In one scene of the 17th Century Spanish novel, Don Quixote, the protagonist hastily prepares for battle when “thirty or forty hulking giants” appear on the horizon, some with “arms well nigh two leagues in length.” The tense moment takes a turn when Quixote’s sidekick Sancho reassures his master that the giants he has imagined are merely a series of windmills off in the distance.
Much like Sancho, NC Family has worked with supporters over the past year to convince our state’s leaders that reports of dire economic harm to our state due to the passage of House Bill 2 are ill-founded perceptions and not reality. The evidence became clearer when Site Selection Magazine released its “2017 Prosperity Cup” ratings in early May, again listing North Carolina as the top state in the nation for economic development. This should come as no surprise, since we topped the list in 2015 and tied Texas for the top spot in 2016. Moreover, our status as one of the best states in the nation to live, work and raise a family continues to be touted by Forbes, Chief Executive Magazine, CNBC, and U.S. News & World Report, just to name a few.
So why did our Republican-led General Assembly strike a deal with newly elected Democratic Governor Roy Cooper to pass a bill at the end of March to “repeal and replace” our state’s much discussed “bathroom bill”? Reportedly it was to appease groups like the NCAA, ACC, NBA, and select business interests, who threatened to boycott North Carolina if our lawmakers didn’t repeal the year-old law, which these groups claimed was discriminatory.
A close-up look at the bill reveals a far different picture, however. HB2 established a statewide standard for accessing multiple occupancy bathrooms, showers, locker rooms and changing rooms in public after the Charlotte City Council “went rogue” in February 2016 and attempted to give men a free pass to enter women’s facilities across the city. HB2 directed that entry into public bathrooms and other intimate facilities should be determined by an individual’s biological sex, not a subjective measure like an individual’s self-determined “gender identity.”
HB2 also established a list of protected classes in employment and public accommodation laws and reiterated that the General Assembly, not hundreds of local governments, should set these classes. Like similar laws in 28 other states and the federal government, HB2 did not include “sexual orientation” and “gender identity,” which have been used in other states to attack and punish Christian businesspeople who were simply trying to live their lives and operate their businesses in accordance with their deeply held religious beliefs.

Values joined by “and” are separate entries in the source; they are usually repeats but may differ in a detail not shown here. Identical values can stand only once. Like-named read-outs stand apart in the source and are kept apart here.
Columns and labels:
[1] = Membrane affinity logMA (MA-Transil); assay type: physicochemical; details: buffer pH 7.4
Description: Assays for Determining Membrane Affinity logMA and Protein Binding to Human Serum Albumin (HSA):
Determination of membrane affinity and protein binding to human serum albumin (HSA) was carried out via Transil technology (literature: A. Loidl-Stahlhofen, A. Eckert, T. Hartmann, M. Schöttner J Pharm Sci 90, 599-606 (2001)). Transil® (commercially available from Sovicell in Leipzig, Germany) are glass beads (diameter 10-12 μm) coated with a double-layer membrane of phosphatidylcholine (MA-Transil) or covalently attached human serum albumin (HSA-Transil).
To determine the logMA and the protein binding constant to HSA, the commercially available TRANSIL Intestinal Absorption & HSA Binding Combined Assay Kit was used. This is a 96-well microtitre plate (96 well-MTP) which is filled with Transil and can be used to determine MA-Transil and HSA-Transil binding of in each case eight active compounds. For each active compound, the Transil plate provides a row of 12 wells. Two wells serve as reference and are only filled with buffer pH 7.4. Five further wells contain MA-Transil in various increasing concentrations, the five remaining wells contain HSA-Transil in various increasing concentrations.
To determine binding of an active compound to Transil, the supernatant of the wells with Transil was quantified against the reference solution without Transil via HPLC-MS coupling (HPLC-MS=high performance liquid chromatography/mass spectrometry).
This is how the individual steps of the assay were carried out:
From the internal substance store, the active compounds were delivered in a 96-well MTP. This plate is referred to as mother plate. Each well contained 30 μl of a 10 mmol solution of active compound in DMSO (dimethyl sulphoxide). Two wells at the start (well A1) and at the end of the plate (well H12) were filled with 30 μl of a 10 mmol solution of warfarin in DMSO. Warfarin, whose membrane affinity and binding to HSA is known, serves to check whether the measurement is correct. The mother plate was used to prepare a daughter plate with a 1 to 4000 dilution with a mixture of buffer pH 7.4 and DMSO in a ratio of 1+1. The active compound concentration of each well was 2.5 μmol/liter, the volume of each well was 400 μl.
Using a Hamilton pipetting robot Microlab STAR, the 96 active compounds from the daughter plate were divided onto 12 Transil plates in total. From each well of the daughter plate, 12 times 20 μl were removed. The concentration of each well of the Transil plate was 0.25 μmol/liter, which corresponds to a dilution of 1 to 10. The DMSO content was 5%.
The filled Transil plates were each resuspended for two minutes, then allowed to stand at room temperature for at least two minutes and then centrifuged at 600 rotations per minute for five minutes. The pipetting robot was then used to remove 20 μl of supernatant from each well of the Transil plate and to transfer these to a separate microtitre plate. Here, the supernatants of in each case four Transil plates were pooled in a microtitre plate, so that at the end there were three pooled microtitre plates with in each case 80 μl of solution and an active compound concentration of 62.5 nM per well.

Regardless, opponents of HB2, led by LGBT (lesbian, gay, bisexual, transgender) activist groups, their allies in the business and entertainment arena, and many in the media who front their cause, worked to paint a very different picture—one complete with massive giants on the horizon bent to wreak economic havoc on our state. Front page articles, editorials, and commentaries were full of rants about the supposed harm HB2 was doing, while stories about the state’s booming economy, record tourism, and top business ratings, were buried in the business pages and given short shrift on the nightly news.
Like Don Quixote, many of our state leaders focused on the alleged economic doom, and signaled surrender when long shadows cast by perceived giants in the distance grew closer. They wrote a bill, House Bill 142, which repealed HB2 but also reinstated enough of the prior measure to win a majority of votes in the State House and Senate.
In essence, the new bill prohibits state and local governments from regulating access to multiple occupancy facilities but fails to establish a clear statewide access standard. The state now defaults to existing indecent exposure and peeping statutes, and a 2009 N.C. Court of Appeals decision, which found a teenage boy guilty of criminal trespassing for entering a girls’ locker room at school. In addition, HB 142 prohibits local governments from regulating private employment practices or public accommodations until December 1, 2020 (just after the next gubernatorial election), meaning the issue will come back around again in three-and-a-half years, if not before.
House Bill 2 was a commonsense law designed to address critical matters of privacy, safety, dignity and religious liberty for all North Carolina citizens. The claims of economic harm just don’t ring true, as is evidenced by our state’s most recent rating as tops in economic and business development. Instead of “tilting at windmills” like Don Quixote, our state leaders would have done far better to examine the reality of the situation and make decisions based on facts, not misguided perceptions.
John L. Rustin is president of the North Carolina Family Policy Council.